Why Being A Mild Slut In College Isn’t A Bad Thing

B. Hoota

Mild Slut

Noun: a girl who grills the hell out of first and second base but doesn’t actually sleep with her boy toys.

In this era of anti-slut shaming, the title above should make every feminist drunk with progressive joy. I’m not advocating for college girls to sleep with every male who makes eye contact with her. Rather, a girl well-versed in snogging, flirting, and ghosting is the ultimate success during these helter-skelter years. I tip my hat and bid good day to those satisfied, stable couples, but that lifestyle isn’t for me and most of my girlfriends. However, sleeping around in random dorms isn’t our forte either. The dawn of a new “college girl” stereotype is approaching, one in which an intelligent, sexy, and ambitious girl dates around without the emotional or physical baggage. Being a mild slut from ages 18 to 22 is stellar and here’s why: we can figure out what kind of boys we like (and dislike) physically and mentally, 2) we ditch the emotional commitment of a long-term relationship, and 3) we experience college on our terms, exploring personal interests without the drag of a boyfriend.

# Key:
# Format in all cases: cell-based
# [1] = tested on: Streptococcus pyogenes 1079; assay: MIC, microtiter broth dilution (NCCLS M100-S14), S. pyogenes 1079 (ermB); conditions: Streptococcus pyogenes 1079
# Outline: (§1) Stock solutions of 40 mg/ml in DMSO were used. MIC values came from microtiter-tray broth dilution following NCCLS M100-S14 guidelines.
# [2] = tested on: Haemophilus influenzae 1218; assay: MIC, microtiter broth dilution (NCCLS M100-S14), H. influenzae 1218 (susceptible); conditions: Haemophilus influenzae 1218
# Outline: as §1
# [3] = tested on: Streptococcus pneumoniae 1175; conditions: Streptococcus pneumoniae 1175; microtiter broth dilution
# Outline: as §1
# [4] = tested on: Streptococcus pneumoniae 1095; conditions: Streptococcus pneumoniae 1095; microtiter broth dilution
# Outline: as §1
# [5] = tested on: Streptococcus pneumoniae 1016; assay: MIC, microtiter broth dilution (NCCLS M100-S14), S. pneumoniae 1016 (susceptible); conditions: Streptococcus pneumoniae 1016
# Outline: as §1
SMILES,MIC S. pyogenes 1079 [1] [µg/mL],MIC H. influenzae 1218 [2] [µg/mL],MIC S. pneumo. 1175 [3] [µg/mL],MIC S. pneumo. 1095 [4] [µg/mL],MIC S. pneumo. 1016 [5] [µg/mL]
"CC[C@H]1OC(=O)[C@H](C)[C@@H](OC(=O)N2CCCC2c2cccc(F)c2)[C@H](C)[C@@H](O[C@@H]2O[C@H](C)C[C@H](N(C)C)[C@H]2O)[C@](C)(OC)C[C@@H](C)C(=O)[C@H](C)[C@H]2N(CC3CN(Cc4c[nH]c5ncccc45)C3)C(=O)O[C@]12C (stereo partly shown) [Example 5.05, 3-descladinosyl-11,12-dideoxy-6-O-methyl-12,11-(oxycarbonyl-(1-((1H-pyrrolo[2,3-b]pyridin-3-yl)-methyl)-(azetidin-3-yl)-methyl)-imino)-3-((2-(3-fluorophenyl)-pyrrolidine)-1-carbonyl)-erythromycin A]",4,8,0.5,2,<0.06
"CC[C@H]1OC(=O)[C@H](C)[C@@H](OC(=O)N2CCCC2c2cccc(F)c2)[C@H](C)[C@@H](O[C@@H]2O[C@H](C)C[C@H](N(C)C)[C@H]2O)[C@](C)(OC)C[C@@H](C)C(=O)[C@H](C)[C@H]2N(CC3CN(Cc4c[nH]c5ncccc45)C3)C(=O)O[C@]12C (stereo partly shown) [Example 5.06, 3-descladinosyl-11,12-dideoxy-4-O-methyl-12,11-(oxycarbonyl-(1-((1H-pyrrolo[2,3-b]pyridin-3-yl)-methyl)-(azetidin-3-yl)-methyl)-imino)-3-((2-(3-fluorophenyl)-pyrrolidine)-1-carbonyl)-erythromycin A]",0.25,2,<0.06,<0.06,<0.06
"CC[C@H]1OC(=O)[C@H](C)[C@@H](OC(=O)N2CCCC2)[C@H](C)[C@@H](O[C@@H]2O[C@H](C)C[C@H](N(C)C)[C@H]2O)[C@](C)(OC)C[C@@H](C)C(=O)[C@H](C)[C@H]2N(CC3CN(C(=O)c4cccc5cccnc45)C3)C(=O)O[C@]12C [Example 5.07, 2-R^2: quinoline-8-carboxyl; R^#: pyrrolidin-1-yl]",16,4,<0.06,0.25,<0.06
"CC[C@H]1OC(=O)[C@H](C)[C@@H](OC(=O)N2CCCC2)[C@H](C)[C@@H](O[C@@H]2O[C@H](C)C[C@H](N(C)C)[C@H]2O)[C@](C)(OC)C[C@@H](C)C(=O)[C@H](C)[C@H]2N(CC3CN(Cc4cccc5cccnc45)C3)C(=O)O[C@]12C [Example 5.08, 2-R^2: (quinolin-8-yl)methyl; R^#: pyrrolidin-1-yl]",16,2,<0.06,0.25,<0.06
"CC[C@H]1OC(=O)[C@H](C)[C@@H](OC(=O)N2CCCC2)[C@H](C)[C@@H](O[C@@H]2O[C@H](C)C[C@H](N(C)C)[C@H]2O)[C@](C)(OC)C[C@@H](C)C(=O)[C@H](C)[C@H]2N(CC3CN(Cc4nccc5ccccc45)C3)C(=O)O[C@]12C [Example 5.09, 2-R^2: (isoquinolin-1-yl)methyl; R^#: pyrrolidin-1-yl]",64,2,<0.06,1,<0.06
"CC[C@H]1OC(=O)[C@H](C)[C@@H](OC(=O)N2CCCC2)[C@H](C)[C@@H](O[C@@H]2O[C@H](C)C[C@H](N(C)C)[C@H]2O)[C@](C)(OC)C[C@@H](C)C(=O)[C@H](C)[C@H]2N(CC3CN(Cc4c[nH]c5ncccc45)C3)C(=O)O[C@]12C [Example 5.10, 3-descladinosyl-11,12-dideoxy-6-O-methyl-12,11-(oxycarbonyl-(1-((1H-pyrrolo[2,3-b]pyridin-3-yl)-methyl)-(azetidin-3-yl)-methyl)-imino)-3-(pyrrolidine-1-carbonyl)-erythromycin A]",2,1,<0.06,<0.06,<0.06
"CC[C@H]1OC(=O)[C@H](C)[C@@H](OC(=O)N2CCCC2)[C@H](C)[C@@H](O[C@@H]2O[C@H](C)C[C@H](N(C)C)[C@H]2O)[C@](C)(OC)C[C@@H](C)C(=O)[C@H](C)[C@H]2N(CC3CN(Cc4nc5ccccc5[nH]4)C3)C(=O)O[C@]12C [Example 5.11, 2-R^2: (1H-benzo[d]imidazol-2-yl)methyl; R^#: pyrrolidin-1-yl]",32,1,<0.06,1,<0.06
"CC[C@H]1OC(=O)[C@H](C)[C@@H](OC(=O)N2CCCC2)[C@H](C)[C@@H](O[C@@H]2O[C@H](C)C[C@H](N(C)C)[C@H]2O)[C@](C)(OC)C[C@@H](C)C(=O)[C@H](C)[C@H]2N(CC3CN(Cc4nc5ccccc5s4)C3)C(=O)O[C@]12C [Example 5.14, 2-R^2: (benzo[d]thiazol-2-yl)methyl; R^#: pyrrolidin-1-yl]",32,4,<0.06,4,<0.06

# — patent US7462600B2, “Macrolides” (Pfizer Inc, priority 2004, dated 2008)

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At 19, no one knows what they hell they’re doing in relationships, life, classes, or anything. Therefore, testing a few lips and personalities saves us the trouble of long-term dating fails. Mild sluts have a prime window of experimentation, figuring out what we do and don’t like in potential significant others. Preferences morph, so the neighbor boy who was sexy in high school might resemble a farmer-tanned gnome now. Might as well waste sexual angst in college before divorces and alimony become the realities of adulthood. I’ve kissed nine people so far, so I know what words and actions make me blush or regret saying yes. Before college, I was convinced blond-haired boys with blue eyes were the only ones worth looking at. My high school checklist was a) plays an instrument, b) got a higher score on the SAT than me, and c) likes art and traveling. I was shallow in my younger and more vulnerable years. It was only through experimentation with a variety of people that I realized standardized test scores didn’t correlate to a crush-worthy mate. Now, I want someone who is creative, someone who will make me laugh and joyride on my crazy adventures with me. This process of eliminating “suitors” also helps girls in detangling their own confusing lives. Because of my mistakes, I’ve become more attuned to who I am as a 4’11 shorty.